What are the buzz words surrounding your community these days? Along with politically charged words such as “economy” and “jobs,” “health” is at the top of the list. NRPA advocates daily on Capitol Hill to make clear the important role parks and recreation serves in improving community health. As a park and recreation professional, you also can and must have a voice. And now is the opportunity to do so.
Whether a park naturalist or recreation programmer, groundskeeper or director, full time or part time—every employee within your organization must be able to convey how your services affect health. They must be able to convey it to the child in the football camp, the parent considering swim lessons, the senior walking the trail, their own friends and families, and your mayor and city council making the tough decisions. Park and recreation agencies have decades of irrefutable success in improving health, yet they by and large have failed to make this known.
The average community member does not know what you do. They recognize that parks provide certain amenities and that in order to do so, the grass must be cut and the fields must be lined. They also recognize that pools need filters and summer camps need staffing. But, they do not recognize the tremendous impact park and recreation agencies such as yours have on the health and wellness of so many within your community.
Reading and academic programs. Swimming lessons. Retreats for troubled youth. Healthy meals. Computer lessons. Programs that emphasize teamwork. Programs that inspire confidence. Safe havens for latch-key kids. Physical activity. Nutritional education. Youth employment. Sports. Senior programs. Therapeutic recreation.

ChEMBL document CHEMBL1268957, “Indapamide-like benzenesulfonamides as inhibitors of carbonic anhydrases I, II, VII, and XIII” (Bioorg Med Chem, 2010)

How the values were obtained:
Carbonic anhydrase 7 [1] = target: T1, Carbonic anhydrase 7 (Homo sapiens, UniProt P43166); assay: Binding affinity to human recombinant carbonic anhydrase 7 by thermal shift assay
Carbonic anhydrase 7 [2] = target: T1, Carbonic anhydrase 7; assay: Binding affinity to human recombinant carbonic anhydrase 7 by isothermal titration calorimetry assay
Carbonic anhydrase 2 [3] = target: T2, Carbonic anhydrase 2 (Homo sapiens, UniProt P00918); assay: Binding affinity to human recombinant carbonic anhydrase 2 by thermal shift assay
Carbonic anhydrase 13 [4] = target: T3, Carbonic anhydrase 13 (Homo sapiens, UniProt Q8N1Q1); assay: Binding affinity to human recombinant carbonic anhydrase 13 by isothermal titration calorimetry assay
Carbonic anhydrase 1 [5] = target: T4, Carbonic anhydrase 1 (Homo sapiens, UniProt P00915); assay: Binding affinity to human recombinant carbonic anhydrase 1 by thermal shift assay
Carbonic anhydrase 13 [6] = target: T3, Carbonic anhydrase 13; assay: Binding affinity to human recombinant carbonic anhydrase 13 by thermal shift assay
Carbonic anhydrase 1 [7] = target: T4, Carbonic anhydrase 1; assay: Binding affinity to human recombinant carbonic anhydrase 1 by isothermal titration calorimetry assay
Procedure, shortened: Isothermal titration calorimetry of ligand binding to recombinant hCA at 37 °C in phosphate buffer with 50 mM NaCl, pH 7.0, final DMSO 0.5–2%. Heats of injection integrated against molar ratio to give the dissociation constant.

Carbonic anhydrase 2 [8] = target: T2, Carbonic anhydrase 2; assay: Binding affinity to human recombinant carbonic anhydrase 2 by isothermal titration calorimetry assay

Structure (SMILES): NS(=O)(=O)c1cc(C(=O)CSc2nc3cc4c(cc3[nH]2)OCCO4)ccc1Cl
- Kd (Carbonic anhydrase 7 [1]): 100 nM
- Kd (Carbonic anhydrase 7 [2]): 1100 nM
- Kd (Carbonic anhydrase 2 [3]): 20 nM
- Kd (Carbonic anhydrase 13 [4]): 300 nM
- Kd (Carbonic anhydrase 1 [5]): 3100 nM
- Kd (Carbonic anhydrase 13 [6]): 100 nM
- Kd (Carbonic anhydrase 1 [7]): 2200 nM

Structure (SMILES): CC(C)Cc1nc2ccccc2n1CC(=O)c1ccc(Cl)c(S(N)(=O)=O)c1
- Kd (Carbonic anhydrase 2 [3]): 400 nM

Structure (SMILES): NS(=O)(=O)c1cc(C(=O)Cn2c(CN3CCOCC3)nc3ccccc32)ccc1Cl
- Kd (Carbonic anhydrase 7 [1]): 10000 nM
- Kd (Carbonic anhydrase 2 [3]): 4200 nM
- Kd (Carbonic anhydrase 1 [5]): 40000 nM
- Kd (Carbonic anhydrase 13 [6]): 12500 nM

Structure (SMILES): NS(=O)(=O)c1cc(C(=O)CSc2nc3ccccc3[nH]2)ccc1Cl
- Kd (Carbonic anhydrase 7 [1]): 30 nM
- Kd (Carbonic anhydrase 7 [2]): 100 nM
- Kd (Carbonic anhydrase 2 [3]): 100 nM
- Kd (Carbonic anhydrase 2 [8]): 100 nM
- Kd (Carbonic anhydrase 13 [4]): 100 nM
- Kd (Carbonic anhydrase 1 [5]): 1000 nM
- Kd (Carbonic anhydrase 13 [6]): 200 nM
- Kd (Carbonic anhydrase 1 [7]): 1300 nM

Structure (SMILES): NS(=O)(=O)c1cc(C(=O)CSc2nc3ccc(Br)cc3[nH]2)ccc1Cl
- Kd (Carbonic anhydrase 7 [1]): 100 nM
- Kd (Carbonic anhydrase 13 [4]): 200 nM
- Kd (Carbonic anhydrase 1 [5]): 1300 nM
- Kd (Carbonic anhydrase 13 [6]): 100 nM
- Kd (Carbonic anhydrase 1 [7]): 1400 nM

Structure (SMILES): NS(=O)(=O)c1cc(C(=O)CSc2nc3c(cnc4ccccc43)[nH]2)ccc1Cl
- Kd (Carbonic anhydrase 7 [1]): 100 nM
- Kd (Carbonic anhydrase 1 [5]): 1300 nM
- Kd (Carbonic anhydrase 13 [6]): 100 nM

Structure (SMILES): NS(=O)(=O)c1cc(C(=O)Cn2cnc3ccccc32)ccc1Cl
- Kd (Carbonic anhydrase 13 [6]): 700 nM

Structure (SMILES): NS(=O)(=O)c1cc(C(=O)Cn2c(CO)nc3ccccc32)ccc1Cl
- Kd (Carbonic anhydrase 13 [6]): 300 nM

How many of these are your agency involved in? How many more can you add to this list? You market these programs, register participants, and provide the sites and facilities to host these services, yet the majority of your community members still do not “get it.” Why? Perhaps for the same reason people don’t service their own car or conduct their own dental exams—this isn’t their expertise. However, due to the fact that most of us have had a flat tire and a cavity at some point in our lives, we have learned to recognize the value of properly maintaining our cars and teeth. You are pivotal in helping your community members understand the value of the programs and services your agency provides.
Today, people are talking openly and extensively about the need to improve the health and wellness of themselves and others. The health-focused conversation of today is the “flat tire” and “cavity” opportunity that can help society see the truly important role park and recreation agencies have in benefiting health and wellness. Do not miss this opportunity to inform others about what your agency is doing to improve health. Whether you’re talking about obesity reduction or late-night teen programs, make sure you communicate about the outcomes and impact that these programs have on the health of your community. Interject yourself into conversations that are happening locally—in your newspapers, on social media, or right in your own facilities. Bring together a number of staff that understand the need to do this and that are on the ground every day “fixing flats” and “preventing cavities.” Ask them to share stories that you can then leverage in a broader, more visible way. Solicit feedback from those in your programs and using your parks and facilities. Work tirelessly to uncover success stories and share them broadly to make your impact known. Turn these into talking points and sound bites, and incorporate them into how you and your colleagues communicate with others on a daily basis. It is through all this that you can anchor your agency as essential and valued when it comes to health in your community. Do this now before that flat tire rolls off the rim and that cavity requires a root canal.